In vegetatively propagated ornamentals, new varieties can be obtained from i.) conventional breeding through crossing and selection or ii.) spontaneous or induced variant types of existing (initial) varieties. Indeed, variant types enlarge the assortment to be produced without the need to alter production systems. However, they inherit the breeding effort needed to create a completely new and profitable variety. Under the rules defined by the UPOV convention of 1991 this new variant type should be considered as an ``Essentially Derived Variety'' (EDV) from the initial variety (IV). Therefore, the breeder of the initial variety might want to claim at least part of the profits acquired by the breeder of the EDV under the form of a royalty. To detect either EDV or fraud, criteria based on plant morphology are insufficient or even not applicable. Here, some case studies are presented to illustrate the possibilities and the limitations of the use of molecular fingerprints in disputes on fraud and essential derivation of ornamental plants. These examples are put in contrast with genetic analysis work that has been performed for the study of phylogenetic relationships, characterization of hybrids and breeders' gene pools. From this framework, it is discussed what benefits molecular markers could provide to plant variety registration and protection of Plant Breeders' Rights.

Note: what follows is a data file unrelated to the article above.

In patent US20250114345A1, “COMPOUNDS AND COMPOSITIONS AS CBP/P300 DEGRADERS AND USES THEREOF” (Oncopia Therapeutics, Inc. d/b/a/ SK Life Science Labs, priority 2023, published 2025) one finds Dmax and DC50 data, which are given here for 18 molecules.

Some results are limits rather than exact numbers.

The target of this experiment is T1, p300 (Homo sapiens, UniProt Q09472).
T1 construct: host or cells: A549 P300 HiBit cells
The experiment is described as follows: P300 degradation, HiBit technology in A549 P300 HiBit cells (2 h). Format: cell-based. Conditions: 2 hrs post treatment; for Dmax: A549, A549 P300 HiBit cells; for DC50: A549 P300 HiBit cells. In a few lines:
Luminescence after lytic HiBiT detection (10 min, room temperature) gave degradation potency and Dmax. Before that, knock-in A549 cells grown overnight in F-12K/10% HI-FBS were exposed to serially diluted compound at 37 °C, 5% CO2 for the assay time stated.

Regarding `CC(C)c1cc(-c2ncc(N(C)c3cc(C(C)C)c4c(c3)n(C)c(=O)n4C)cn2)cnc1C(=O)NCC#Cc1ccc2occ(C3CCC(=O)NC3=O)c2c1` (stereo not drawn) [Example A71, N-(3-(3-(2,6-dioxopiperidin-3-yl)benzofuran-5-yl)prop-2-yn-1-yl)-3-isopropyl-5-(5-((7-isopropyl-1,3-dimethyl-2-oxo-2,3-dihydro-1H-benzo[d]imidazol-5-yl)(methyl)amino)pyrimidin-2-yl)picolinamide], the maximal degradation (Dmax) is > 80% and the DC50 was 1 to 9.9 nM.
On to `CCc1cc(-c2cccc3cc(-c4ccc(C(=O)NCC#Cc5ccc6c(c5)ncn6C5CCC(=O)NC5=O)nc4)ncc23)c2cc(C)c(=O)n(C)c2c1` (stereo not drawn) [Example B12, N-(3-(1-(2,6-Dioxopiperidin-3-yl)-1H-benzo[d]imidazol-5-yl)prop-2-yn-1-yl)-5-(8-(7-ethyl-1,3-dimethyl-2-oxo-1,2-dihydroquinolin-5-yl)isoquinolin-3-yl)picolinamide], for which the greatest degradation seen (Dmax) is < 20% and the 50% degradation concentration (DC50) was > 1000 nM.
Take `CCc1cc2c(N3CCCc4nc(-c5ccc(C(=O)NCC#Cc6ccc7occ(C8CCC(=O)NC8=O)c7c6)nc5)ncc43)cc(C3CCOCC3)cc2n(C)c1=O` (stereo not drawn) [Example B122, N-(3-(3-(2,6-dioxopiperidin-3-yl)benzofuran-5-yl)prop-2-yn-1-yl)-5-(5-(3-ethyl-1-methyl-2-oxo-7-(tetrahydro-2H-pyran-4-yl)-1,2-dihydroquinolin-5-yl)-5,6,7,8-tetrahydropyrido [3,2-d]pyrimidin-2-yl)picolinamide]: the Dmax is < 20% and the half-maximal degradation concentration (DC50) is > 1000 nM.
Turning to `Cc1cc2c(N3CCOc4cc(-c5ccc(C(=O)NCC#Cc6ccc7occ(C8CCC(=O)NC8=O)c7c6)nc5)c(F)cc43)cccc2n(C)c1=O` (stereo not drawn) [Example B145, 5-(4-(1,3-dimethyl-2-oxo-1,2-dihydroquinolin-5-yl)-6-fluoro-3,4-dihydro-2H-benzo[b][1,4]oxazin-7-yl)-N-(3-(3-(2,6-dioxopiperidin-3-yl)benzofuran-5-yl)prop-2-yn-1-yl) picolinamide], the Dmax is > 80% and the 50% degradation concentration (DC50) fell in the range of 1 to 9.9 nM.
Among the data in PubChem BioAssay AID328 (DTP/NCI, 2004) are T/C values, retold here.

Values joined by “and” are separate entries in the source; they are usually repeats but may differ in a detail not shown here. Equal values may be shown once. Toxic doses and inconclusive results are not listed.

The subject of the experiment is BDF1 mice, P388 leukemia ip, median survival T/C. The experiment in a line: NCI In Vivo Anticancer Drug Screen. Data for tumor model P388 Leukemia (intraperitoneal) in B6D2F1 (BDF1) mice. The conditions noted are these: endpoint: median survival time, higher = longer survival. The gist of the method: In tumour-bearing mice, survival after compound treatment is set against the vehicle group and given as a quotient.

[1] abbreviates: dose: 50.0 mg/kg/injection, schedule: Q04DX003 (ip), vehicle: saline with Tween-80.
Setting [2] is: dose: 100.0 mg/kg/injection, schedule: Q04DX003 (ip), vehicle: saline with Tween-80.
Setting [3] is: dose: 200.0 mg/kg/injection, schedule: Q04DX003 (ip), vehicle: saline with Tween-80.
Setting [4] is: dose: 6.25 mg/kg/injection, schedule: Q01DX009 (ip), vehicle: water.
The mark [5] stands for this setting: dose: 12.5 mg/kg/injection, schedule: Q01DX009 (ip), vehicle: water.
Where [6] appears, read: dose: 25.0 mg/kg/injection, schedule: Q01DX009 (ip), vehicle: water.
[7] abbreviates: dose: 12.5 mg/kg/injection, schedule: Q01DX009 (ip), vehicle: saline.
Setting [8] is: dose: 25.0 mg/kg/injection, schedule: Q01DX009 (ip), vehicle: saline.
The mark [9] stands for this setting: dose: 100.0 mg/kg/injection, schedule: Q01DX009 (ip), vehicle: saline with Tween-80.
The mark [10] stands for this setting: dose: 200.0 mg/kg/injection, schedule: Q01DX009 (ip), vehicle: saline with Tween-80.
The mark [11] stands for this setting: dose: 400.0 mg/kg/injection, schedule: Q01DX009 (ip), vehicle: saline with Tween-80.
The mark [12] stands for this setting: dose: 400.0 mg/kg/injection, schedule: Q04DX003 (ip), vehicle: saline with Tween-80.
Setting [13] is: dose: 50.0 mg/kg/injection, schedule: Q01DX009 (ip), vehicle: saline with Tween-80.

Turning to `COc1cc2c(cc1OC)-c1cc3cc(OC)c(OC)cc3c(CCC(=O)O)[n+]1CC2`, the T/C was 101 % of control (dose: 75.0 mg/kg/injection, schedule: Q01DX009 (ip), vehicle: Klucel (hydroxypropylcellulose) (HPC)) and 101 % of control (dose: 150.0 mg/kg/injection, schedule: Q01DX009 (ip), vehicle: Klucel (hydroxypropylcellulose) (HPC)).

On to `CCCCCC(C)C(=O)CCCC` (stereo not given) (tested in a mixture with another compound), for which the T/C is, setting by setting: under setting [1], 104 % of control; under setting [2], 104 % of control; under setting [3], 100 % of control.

|Title of host publication||Proceedings of the 20th International Eucarpia Symposium, Section Ornamentals: Strategies for New Ornamentals|
|Editors||Johan Van Huylenbroeck, Erik Van Bockstaele, Pierre Debergh|
|Publication status||Published - 2001|